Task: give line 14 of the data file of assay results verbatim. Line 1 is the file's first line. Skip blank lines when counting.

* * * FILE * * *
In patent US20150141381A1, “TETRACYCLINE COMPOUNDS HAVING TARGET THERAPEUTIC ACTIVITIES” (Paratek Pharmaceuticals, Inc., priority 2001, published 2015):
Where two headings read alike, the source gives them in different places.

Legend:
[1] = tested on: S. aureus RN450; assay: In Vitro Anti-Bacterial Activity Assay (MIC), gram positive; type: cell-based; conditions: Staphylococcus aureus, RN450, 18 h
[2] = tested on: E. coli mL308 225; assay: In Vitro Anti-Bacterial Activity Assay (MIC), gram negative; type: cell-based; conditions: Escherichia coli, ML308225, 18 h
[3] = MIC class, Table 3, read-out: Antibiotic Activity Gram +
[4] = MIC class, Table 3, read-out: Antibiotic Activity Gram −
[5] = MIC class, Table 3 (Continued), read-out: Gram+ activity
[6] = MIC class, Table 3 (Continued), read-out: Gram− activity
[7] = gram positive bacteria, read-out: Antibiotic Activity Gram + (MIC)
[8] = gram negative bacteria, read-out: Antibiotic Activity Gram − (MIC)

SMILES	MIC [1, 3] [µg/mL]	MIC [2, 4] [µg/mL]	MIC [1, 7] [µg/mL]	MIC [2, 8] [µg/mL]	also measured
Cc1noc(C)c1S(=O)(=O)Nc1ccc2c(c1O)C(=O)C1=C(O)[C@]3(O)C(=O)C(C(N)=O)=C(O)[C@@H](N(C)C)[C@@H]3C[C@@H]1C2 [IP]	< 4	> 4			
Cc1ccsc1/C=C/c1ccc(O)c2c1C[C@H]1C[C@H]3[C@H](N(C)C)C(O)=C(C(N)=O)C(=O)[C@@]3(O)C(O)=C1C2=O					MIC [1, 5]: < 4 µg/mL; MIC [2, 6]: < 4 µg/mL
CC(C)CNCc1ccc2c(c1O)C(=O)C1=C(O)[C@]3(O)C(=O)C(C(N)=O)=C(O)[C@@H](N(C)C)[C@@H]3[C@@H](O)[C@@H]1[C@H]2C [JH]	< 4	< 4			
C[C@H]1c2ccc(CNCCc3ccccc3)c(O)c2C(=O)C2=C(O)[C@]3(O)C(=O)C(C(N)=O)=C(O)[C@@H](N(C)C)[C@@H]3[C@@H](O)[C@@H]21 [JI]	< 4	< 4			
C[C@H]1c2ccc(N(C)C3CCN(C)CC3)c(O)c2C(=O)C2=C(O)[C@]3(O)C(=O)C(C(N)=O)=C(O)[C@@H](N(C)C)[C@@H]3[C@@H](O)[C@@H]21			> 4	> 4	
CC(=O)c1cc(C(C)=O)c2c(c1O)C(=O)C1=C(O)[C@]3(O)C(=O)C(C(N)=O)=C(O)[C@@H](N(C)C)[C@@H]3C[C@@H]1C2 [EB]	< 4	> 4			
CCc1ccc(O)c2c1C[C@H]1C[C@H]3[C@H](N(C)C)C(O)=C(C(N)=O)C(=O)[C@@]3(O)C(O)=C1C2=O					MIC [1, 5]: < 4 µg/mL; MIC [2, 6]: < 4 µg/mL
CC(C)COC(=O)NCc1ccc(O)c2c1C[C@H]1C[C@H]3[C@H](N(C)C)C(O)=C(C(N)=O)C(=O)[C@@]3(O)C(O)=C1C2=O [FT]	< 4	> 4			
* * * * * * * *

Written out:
Cc1ccsc1/C=C/c1ccc(O)c2c1C[C@H]1C[C@H]3[C@H](N(C)C)C(O)=C(C(N)=O)C(=O)[C@@]3(O)C(O)=C1C2=O					MIC [1, 5]: < 4 µg/mL; MIC [2, 6]: < 4 µg/mL